TCW Group Denies Sexual Harassment Claims

The ex-employee suing the asset management firm was fired for compliance policy violations, according to TCW.

The TCW Group Headquarters, Los Angeles, CA. Courtesy Google Maps

The TCW Group Headquarters, Los Angeles, CA. Courtesy Google Maps

Asset manager TCW Group has denied an ex-employee’s accusations of sexual harassment, claiming that fired fund manager Sara Tirschwell was dismissed for violating the firm’s compliance policies.

In a response to a lawsuit filed by Tirschwell on January 25, TCW executives David Lippman and Jess Ravich submitted statements on Tuesday denying that Tirschwell’s termination had anything to do with sexual misconduct or discrimination.

In the suit, Tirschwell had claimed that she was fired after her boss, Ravich, sexually harassed her and coerced her into having sex with him. She is seeking to recover at least $30 million in compensatory damages, according to court documents.

The new statement from TCW and Lippman, the firm’s chief executive, asserted that Tirschwell was fired on Dec. 14 after she “committed a repeat violation of company compliance policies and procedures.” TCW didn’t clarify what compliance policies Tirschwell had allegedly violated.

According to the TCW filing, Tirschwell was informed that “she was being discharged for gross negligence.”

In her initial lawsuit, Tirschwell claimed that Ravich would wear a white terry bathrobe to “breakfast meetings” that he set up to discuss business, and at these meetings made unwanted sexual advances.


When she stopped the breakfast meetings, Tirschwell said she was deprived resources needed for her job, including marketing support. She claimed she was fired nine days after complaining to human resources in December.

A separate response filed on behalf of Ravich denied that he ever approached Tirschwell for sex while she worked at TCW, and claimed that he never met with her while wearing a bathrobe.

“This is certainly not the first time that men in bathrobes have issued such initial denials,” a spokesperson for Tirschwell said via email. “The TCW defendants’ allegations speak to why women in this industry are afraid to come forward. They know that what awaits them will be a smear campaign intended to silence them and destroy their careers.”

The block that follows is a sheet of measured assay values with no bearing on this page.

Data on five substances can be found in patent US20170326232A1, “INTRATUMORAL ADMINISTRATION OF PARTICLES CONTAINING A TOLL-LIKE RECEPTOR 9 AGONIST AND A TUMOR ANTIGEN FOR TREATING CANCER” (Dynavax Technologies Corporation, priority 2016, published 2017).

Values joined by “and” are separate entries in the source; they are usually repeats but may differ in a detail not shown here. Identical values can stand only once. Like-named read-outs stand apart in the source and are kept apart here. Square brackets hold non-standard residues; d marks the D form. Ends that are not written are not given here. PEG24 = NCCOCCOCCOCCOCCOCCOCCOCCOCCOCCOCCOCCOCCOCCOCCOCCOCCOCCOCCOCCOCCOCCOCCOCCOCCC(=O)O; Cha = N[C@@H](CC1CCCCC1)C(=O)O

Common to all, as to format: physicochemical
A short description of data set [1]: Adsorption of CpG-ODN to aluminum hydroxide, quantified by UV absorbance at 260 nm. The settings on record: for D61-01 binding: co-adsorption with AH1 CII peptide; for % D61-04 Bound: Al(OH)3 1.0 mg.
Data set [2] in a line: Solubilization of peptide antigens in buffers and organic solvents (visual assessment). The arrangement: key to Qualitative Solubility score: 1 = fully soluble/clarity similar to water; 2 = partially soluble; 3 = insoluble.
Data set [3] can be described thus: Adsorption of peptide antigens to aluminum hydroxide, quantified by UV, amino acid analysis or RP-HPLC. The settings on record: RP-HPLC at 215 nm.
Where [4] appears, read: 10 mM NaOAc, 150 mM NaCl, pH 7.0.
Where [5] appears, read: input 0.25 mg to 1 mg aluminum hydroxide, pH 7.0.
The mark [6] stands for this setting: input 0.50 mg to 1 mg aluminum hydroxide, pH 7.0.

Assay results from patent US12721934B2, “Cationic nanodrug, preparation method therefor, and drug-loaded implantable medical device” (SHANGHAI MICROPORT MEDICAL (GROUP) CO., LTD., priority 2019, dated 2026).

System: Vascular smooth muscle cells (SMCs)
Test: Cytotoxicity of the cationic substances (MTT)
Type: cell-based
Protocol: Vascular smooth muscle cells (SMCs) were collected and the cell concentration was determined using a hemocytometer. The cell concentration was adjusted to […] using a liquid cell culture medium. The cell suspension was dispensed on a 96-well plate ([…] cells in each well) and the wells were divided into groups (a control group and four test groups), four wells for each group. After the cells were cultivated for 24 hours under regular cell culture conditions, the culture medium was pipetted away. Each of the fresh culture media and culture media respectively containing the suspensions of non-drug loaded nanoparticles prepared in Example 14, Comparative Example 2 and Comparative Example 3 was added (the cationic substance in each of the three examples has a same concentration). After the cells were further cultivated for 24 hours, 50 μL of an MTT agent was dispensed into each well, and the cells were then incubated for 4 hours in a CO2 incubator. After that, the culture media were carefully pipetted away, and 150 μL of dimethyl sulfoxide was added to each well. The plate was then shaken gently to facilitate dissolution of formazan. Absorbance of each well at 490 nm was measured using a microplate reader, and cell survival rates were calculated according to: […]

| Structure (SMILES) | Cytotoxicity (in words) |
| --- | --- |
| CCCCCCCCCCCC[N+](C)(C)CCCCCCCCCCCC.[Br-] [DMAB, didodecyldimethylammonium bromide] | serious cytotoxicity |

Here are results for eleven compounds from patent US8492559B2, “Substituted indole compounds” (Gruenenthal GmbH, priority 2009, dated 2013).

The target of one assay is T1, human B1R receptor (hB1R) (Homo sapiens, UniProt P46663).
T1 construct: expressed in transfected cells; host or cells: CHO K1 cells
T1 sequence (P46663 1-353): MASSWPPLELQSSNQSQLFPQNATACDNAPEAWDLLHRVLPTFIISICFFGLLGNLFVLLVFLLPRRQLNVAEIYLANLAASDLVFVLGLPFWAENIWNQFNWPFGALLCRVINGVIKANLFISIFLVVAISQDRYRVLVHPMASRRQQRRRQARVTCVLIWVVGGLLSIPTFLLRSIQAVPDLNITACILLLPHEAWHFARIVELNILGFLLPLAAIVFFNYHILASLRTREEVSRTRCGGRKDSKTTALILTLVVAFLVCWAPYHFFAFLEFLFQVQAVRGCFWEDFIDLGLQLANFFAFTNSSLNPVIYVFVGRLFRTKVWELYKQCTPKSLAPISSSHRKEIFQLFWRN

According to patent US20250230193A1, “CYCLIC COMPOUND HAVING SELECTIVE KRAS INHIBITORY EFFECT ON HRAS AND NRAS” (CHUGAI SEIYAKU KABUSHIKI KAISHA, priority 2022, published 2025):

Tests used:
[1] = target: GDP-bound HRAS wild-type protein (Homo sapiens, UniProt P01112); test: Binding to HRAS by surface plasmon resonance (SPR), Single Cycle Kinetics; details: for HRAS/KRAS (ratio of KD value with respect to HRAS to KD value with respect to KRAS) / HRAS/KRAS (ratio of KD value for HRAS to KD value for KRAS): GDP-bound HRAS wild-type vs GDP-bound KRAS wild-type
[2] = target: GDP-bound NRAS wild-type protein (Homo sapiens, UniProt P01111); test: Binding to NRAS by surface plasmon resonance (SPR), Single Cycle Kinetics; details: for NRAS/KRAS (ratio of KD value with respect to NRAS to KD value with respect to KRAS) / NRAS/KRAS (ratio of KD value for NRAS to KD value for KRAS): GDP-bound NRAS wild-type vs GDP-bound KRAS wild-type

Tirschwell and Ravich both acknowledged in separate filings that they had been previously involved in a consensual relationship in 2012, which they both said Ravich disclosed to Lippman. However, Ravich and Lippmann denied that Lippman told Ravich that he did not want any “funny business” and to “keep [his] hands off of her,” as Tirschwell’s complaint alleged.

A lawyer for Ravich did not return a phone call seeking comment. A spokesperson for TCW declined to comment on the case.

The suit comes at a time of reckoning for all companies, as social movements like #MeToo and Time’s Up call for an end to workplace sexual harassment and assault. Still, Tirschwell’s suit is one of only few allegations to have emerged in the asset management industry so far.

[II Deep Dive: Steve Cohen’s Point72 Discriminated Against Women, Lawsuit Claims]

Most recently, an employee at Steven Cohen’s investment firm, Point72 Asset Management, filed a gender discrimination lawsuit against the firm.

The suit, which was filed in a Manhattan federal court by Lauren Bonner, an associate director at Point72, described a hostile and discriminatory work environment in which women were paid less than male peers and kept out of leadership and decision-making roles. Since the suit’s filing, Cohen has asked the judge to dismiss the case on the basis that Bonner had agreed to address any such claims through arbitration.